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Investors clutch at reasons to hope

Investors were desperate for the slightest sliver of good news from Jay Powell, and it shows.

Fund managers were pretty sure that the US Federal Reserve would raise interest rates this week at an increment that just a few months ago would have brought us all out in hives. It duly delivered a 0.75 percentage point raise — its second in a row. Those old-fashioned quarter-point steps are for wimps (and for policymakers who are not tackling inflation sailing towards double figures).

The real action, though, was always going to be in Powell’s statement and comments. He did not disappoint.

“As the stance of monetary policy tightens further, it likely will become appropriate to slow the pace of increases while we assess how our cumulative policy adjustments are affecting the economy and inflation,” the Fed chair’s statement said.

Ding ding ding! That was all the market wanted to hear. As the TikTok teens of east London might put it: “Say less, bruv.”

The Nasdaq 100 stocks index — a tech-heavy beast that has suffered greatly while the Fed has twisted the taps — put in its best performance in more than two years, up by 4 per cent by the end of the day. The benchmark S&P 500 gained 2.6 per cent.

It was all down to “a little help from the Fed”, as Julius Baer’s head of equity strategy Mathieu Racheter said. Fears of a relentlessly aggressive Fed and persistent runaway inflation have been painful for more speculative stocks this year. Now we are seeing the Fed tapping lightly on the brakes.

“The peak in inflation expectations and yields strengthens the case for growth stocks,” he said. “We anticipate a good tactical opportunity to pick up selective growth names at inexpensive valuation levels.”

The earnings season is not shaping up too badly, he added, and while analysts’ expectations for the rest of this year are likely to be still too rosy, “this phenomenon is by now well understood by the market”. In other words, the bad news is in the price already. It could finally be time to sniff around for some bargains after a grim, horrible, no-good start to 2022.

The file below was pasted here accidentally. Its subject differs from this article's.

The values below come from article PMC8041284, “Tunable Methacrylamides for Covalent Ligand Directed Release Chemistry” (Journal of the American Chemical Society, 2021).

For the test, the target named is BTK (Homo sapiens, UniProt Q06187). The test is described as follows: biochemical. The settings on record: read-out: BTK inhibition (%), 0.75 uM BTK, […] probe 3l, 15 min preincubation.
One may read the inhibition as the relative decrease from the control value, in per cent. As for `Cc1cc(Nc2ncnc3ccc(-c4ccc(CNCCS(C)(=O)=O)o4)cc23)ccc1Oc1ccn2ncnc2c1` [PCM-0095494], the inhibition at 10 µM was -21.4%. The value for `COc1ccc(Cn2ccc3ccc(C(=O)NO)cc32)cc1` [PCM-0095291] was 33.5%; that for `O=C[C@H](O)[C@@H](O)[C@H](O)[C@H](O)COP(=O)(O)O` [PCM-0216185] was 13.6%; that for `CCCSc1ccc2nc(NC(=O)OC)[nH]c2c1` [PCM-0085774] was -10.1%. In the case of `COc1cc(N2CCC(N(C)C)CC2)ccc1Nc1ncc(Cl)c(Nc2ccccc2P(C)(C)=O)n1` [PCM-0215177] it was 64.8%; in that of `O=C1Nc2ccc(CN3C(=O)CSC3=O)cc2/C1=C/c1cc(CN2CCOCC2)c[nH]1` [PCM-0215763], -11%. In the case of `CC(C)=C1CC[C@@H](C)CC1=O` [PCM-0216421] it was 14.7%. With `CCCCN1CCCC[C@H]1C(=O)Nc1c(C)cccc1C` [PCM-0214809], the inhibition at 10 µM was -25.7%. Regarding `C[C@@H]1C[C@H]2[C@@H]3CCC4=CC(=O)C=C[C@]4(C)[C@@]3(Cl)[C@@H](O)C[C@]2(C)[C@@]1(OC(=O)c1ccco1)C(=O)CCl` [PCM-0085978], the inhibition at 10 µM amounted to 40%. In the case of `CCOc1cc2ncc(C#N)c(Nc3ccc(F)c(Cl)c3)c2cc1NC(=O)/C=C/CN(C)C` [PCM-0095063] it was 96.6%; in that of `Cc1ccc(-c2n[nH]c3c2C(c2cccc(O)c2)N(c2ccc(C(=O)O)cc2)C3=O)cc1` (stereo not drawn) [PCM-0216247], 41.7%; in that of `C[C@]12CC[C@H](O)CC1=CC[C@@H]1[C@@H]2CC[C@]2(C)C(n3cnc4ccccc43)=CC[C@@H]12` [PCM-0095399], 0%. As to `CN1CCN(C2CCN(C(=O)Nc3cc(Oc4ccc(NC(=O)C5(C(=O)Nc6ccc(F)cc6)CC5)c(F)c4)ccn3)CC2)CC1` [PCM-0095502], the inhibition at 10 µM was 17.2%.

One day, this will definitely be right. Maybe that day is now. But it does require a heroic ability to screen out pretty much everything else Powell said. The words about taming rate rises cut through, but everything else was a type of white noise as when the grown-ups talk in Charlie Brown.

Over at Franklin Templeton, the tone is verging on the baffled. “Financial markets heard only what they wanted to hear and ignored the rest,” said Sonal Desai, chief investment officer for fixed income. “I think this just sets the stage for a correction, and more volatility ahead.”

Other comments in the same statement from Powell make clear that “another unusually large increase” in interest rates could still be needed at the next meeting.

“He underscored the persistent strength of the labour market and said that bringing inflation back to target will require slower growth and higher unemployment,” said Desai. “So far, markets do not seem to have paid much attention to that part.”

Markets are super-receptive to supportive news precisely because this year has been so tough so far. July’s fund manager survey from Bank of America, for example, described levels of pessimism as “dire”. 

Money managers had squirrelled away the greatest share of their portfolios in cash since 9/11, according to the results of the survey announced earlier this month. The proportion of fund managers saying they are taking lower than normal levels of risk stands at 58 per cent — the highest degree of caution in the survey’s history.

Even before the Fed’s decision, market movements suggested investors were itching to see the positives in almost anything — good news; news that was somehow less terrible than they feared; or news that was so bad that it might force the Fed in to reverse.

That explains why data this week showing the second quarter of economic contraction in a row in the US left stocks in the green.

“The market has been responding like we are close to the end in synchronised volatility to the downside,” says Steven Oh, head of credit and fixed income at PineBridge Investments. “We’re operating on the basis that some bad news is good news, responding positively to the fact that we’re seeing some weakness in the economic data.”

No one wants the economy to deteriorate too badly. That is not good news for humanity (which fund managers do think about) or, more crudely, for any risky asset class. But if you are in this mindset, “you need enough weakness to get the Fed to rethink,” Oh says.

The grasping search for positive market signals of any kind could prove to be a major factor for markets over the rest of this year.

“It’s best to focus on not losing money,” says David Older, head of equities at Carmignac. But at the same time, “any breath” of good news could spark a meaningful rally from here, he says, potentially even including a peaceful outcome in Ukraine. We can hope. A relentless focus on what can go wrong has made perfect sense in 2022. But good risk management also means being ready for what can go right too.

katie.martin@ft.com

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